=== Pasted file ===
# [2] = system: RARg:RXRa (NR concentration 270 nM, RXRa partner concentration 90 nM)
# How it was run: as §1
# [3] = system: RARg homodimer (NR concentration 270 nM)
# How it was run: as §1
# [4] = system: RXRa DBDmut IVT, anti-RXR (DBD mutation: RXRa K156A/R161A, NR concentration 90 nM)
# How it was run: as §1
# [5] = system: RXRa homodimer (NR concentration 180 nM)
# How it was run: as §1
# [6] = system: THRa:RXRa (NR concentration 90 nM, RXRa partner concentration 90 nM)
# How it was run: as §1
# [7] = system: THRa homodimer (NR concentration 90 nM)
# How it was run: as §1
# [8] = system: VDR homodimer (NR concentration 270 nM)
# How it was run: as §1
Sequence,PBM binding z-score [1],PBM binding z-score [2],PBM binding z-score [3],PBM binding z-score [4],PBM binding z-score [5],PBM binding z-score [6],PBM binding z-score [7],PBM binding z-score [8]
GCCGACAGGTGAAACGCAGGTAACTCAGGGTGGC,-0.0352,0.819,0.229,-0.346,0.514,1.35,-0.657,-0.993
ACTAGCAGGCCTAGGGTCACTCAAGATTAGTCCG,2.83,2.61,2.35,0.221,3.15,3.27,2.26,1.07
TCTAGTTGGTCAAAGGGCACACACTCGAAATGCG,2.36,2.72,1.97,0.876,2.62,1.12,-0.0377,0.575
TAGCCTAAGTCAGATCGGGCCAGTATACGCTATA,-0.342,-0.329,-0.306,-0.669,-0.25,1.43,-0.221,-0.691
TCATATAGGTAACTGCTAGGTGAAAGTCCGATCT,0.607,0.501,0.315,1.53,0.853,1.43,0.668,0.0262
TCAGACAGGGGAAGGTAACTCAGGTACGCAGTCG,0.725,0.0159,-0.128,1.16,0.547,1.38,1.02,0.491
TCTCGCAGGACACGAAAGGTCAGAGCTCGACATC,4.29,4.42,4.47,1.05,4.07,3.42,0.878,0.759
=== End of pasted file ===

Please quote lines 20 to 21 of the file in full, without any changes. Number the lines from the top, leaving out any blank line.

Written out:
TCATATAGGTAACTGCTAGGTGAAAGTCCGATCT,0.607,0.501,0.315,1.53,0.853,1.43,0.668,0.0262
TCAGACAGGGGAAGGTAACTCAGGTACGCAGTCG,0.725,0.0159,-0.128,1.16,0.547,1.38,1.02,0.491